Activists question the soda giant's role in Africa, but can they just leave Bill Cosby out of it?
Chants of "Coke lies, workers die!" resonated across a clear autumn sky as several hundred AIDS activists converged on the Erie Avenue Coca-Cola bottling plant last Thursday.
Organized by the local ACT UP chapter and Health Gap, a national AIDS and human rights activism group, the raucous and at times misleading rally was part of a "Global Day of Action against Coca-Cola." Protesters called on the "Soda King" to provide free AIDS treatment for their workforce in Africa.
A 25-foot inflatable bottle inscribed with the words "Coke's Medical Apartheid Kills" provided a backdrop for the morning's activities. Body bags, symbolizing workers who died from what protestors termed "Coke's neglect," were placed at the scene, and activists dumped 2-liter bottles of simulated blood at the feet of company security guards.
Coke offers full health coverage to its 1,200 corporate workers in Africa, but until recently the company did not provide any coverage for the 58,000 who work in 40 independently operated Coke bottling factories on the continent.
Coke, which has been bombarded with negative publicity since the International AIDS Conference in Barcelona earlier this year, recently announced a $5 million cost-sharing plan, which would begin to expand bottlers' healthcare benefits for HIV/AIDS. But activists are unimpressed.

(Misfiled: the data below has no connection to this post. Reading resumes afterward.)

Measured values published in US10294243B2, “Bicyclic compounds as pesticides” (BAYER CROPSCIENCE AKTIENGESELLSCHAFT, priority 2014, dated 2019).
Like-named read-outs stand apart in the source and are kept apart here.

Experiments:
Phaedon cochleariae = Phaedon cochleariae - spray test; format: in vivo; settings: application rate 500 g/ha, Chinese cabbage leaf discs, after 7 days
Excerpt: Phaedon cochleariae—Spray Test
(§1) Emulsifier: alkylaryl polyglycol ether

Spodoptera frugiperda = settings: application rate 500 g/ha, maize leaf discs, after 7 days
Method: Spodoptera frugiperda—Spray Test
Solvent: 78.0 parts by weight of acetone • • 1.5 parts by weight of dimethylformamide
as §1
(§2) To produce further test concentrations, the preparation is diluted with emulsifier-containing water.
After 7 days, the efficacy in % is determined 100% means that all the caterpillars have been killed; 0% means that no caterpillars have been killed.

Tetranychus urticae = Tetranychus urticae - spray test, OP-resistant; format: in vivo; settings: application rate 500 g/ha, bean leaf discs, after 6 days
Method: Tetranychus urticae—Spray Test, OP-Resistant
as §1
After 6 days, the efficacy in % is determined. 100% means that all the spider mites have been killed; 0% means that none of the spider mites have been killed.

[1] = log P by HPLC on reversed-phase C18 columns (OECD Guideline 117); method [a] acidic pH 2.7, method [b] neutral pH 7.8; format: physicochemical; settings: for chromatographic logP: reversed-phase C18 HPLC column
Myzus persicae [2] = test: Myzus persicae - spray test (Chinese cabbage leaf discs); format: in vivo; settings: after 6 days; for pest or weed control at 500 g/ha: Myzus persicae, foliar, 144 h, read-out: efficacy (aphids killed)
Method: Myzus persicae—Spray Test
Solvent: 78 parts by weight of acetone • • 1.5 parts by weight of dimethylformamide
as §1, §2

"Instead of papering over their medical neglect with more announcements, we demand Coke roll out treatment programs for all their bottlers and distributors in Africa," says ACT UP's Clare Martin. "Coke is profiteering from a dying labor force."
Citing privacy issues, Coke spokesperson Sonya Soutus cannot discuss how many African bottling plant workers actually suffer from HIV/AIDS, but claims Coke is aware of the responsibility that comes with being the largest private employer in a continent that carries more than 70 percent of the global HIV/AIDS burden.
"Coca-Cola has long been committed to working with the bottling companies to ensure that all their workers have full healthcare coverage," says Soutus, "and keeping in mind that we only own equity in five of the bottling factories, Coke has gone above and beyond what is responsible of us."
The Philadelphia Coca-Cola Bottling Company released a statement declaring that since it was an independent, privately owned company, it could speak only of its own policies, which include HIV/AIDS treatment coverage.
A pool of investors, including Julius Erving and Bill Cosby, bought the Northeast Philly factory from Coca-Cola in 1984. An ACT UP press release spoke of "bringing the message to Dr. J and Bill Cosby."
Thursday's MC, ACT UP member Asia Russell, declared that as the plant's "main investors," the two had a "moral responsibility to stand in solidarity" with the protesters.
Dr. J, now executive vice president with the Orlando Magic, was unavailable for comment, but Cosby's agent, David Brokaw, spoke on his client's behalf: "Mr. Cosby is no longer affiliated with Coca-Cola or the Philadelphia company in any fashion."
Brokaw claimed to have notified ACT UP of Cosby's noninvolvement with Coke the night before the protest, and Kris Hermes of ACT UP admitted organizers did receive his clarifying email. But it apparently didn't arrive in time to keep the homegrown comedian from becoming a protest target. ("We slipped on that one," Hermes said later.)
Now looking to turn her whipping boy into a spokesperson, Russell contends that whether or not Cosby is an actual investor is irrelevant. "What is important is that he lend his voice to draw attention to the issue."
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